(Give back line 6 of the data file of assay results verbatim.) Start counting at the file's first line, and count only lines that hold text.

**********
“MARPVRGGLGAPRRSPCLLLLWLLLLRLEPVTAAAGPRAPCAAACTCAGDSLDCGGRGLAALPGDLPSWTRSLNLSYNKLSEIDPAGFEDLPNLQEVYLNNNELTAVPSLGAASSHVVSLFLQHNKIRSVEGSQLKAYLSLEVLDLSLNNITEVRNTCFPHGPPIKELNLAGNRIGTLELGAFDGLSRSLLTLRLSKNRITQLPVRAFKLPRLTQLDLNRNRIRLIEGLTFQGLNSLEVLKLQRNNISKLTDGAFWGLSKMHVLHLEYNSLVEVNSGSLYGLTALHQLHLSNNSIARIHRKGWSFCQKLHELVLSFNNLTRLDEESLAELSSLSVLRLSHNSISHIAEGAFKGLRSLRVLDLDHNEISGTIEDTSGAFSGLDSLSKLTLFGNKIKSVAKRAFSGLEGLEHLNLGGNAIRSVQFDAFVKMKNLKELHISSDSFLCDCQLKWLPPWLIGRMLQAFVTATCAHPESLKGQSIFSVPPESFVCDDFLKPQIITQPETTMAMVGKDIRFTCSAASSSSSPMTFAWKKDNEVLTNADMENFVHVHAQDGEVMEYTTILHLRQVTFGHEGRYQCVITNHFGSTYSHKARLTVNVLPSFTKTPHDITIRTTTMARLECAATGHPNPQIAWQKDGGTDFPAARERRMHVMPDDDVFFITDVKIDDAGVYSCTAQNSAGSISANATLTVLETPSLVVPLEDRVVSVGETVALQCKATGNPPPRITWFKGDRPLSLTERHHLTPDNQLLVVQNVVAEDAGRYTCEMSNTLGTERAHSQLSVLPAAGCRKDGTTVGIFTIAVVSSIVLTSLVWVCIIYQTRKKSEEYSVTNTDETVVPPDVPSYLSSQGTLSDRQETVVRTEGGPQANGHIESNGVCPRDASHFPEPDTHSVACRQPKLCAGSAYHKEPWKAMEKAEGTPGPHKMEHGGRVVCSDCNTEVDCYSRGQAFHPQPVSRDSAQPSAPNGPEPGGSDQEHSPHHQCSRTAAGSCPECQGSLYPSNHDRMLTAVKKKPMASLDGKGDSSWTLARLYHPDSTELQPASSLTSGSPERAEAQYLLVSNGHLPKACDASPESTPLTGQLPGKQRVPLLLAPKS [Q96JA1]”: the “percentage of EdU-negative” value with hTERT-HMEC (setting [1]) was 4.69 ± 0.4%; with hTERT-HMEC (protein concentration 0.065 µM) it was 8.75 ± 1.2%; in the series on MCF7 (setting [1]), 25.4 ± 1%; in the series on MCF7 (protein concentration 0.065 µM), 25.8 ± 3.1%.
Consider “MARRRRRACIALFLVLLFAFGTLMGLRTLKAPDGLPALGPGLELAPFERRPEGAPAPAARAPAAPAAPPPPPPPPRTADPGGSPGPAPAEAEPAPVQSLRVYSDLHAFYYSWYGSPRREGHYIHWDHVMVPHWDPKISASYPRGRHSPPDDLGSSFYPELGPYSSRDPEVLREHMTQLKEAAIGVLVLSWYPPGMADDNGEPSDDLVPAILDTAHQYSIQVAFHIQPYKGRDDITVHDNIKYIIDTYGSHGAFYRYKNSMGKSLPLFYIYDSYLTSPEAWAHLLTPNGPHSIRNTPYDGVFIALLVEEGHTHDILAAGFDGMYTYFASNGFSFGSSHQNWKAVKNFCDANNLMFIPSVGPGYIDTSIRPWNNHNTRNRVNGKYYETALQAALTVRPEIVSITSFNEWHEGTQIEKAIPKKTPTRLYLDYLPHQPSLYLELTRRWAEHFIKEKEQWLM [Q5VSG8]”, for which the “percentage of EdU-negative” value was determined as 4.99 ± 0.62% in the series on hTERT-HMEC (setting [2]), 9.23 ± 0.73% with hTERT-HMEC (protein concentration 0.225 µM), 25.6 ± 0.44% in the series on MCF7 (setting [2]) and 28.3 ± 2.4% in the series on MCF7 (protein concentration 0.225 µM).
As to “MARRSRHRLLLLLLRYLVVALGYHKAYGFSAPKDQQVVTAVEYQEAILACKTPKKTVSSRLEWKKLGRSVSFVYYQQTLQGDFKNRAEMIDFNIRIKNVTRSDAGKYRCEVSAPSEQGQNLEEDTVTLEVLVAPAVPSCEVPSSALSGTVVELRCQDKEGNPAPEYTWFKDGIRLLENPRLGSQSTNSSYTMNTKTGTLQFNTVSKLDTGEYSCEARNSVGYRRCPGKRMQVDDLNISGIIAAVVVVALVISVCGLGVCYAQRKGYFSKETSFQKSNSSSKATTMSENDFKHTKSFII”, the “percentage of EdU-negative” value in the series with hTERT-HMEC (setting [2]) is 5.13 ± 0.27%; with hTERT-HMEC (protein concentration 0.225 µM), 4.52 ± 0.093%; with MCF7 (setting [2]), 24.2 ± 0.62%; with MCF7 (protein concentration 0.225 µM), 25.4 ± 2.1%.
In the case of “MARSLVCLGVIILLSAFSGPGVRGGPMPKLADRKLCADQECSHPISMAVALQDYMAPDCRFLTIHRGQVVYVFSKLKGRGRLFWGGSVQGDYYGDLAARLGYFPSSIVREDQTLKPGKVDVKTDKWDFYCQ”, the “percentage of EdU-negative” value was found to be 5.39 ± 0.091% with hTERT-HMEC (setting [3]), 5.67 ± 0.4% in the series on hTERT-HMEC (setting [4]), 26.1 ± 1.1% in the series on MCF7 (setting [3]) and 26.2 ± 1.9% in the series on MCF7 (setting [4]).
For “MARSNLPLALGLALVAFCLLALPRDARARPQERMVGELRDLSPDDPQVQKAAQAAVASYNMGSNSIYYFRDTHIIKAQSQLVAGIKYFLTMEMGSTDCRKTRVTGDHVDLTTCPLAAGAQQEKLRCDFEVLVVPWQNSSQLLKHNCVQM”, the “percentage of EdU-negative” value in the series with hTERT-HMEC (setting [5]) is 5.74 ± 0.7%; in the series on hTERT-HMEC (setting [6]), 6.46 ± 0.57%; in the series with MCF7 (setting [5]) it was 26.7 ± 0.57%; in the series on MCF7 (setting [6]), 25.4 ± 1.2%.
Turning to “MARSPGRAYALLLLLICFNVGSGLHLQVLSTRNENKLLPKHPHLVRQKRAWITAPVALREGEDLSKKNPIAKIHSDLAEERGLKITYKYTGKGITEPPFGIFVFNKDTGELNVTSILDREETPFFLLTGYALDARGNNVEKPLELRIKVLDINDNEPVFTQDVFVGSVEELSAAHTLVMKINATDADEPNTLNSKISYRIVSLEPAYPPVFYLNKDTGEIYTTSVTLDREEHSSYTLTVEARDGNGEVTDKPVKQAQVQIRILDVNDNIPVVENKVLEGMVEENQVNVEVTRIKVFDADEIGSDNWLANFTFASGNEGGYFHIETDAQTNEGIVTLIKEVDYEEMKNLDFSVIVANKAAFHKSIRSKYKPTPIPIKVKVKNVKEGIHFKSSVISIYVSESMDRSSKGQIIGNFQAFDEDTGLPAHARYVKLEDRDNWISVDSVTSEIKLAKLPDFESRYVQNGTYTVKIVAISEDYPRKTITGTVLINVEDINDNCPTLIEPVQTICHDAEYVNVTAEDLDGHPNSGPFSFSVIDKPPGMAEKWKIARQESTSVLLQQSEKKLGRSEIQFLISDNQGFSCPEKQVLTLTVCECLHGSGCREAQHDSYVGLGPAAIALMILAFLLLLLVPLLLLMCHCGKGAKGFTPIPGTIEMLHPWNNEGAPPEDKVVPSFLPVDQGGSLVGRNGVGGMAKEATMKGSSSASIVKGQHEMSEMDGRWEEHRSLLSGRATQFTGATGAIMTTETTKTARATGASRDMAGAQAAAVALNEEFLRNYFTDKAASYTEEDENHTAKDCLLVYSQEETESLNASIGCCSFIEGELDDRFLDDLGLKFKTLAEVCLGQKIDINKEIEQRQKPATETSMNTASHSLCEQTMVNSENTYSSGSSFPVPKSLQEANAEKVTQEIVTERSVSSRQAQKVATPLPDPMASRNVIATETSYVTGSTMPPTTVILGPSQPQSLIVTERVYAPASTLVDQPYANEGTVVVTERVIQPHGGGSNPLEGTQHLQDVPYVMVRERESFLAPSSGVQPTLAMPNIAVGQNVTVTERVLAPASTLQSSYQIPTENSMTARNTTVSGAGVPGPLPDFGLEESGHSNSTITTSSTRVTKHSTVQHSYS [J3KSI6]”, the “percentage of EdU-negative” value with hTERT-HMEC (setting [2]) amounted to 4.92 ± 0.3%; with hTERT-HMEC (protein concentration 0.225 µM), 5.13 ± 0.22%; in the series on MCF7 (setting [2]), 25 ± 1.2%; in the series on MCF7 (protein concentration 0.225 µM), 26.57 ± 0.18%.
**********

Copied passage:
Turning to “MARSPGRAYALLLLLICFNVGSGLHLQVLSTRNENKLLPKHPHLVRQKRAWITAPVALREGEDLSKKNPIAKIHSDLAEERGLKITYKYTGKGITEPPFGIFVFNKDTGELNVTSILDREETPFFLLTGYALDARGNNVEKPLELRIKVLDINDNEPVFTQDVFVGSVEELSAAHTLVMKINATDADEPNTLNSKISYRIVSLEPAYPPVFYLNKDTGEIYTTSVTLDREEHSSYTLTVEARDGNGEVTDKPVKQAQVQIRILDVNDNIPVVENKVLEGMVEENQVNVEVTRIKVFDADEIGSDNWLANFTFASGNEGGYFHIETDAQTNEGIVTLIKEVDYEEMKNLDFSVIVANKAAFHKSIRSKYKPTPIPIKVKVKNVKEGIHFKSSVISIYVSESMDRSSKGQIIGNFQAFDEDTGLPAHARYVKLEDRDNWISVDSVTSEIKLAKLPDFESRYVQNGTYTVKIVAISEDYPRKTITGTVLINVEDINDNCPTLIEPVQTICHDAEYVNVTAEDLDGHPNSGPFSFSVIDKPPGMAEKWKIARQESTSVLLQQSEKKLGRSEIQFLISDNQGFSCPEKQVLTLTVCECLHGSGCREAQHDSYVGLGPAAIALMILAFLLLLLVPLLLLMCHCGKGAKGFTPIPGTIEMLHPWNNEGAPPEDKVVPSFLPVDQGGSLVGRNGVGGMAKEATMKGSSSASIVKGQHEMSEMDGRWEEHRSLLSGRATQFTGATGAIMTTETTKTARATGASRDMAGAQAAAVALNEEFLRNYFTDKAASYTEEDENHTAKDCLLVYSQEETESLNASIGCCSFIEGELDDRFLDDLGLKFKTLAEVCLGQKIDINKEIEQRQKPATETSMNTASHSLCEQTMVNSENTYSSGSSFPVPKSLQEANAEKVTQEIVTERSVSSRQAQKVATPLPDPMASRNVIATETSYVTGSTMPPTTVILGPSQPQSLIVTERVYAPASTLVDQPYANEGTVVVTERVIQPHGGGSNPLEGTQHLQDVPYVMVRERESFLAPSSGVQPTLAMPNIAVGQNVTVTERVLAPASTLQSSYQIPTENSMTARNTTVSGAGVPGPLPDFGLEESGHSNSTITTSSTRVTKHSTVQHSYS [J3KSI6]”, the “percentage of EdU-negative” value with hTERT-HMEC (setting [2]) amounted to 4.92 ± 0.3%; with hTERT-HMEC (protein concentration 0.225 µM), 5.13 ± 0.22%; in the series on MCF7 (setting [2]), 25 ± 1.2%; in the series on MCF7 (protein concentration 0.225 µM), 26.57 ± 0.18%.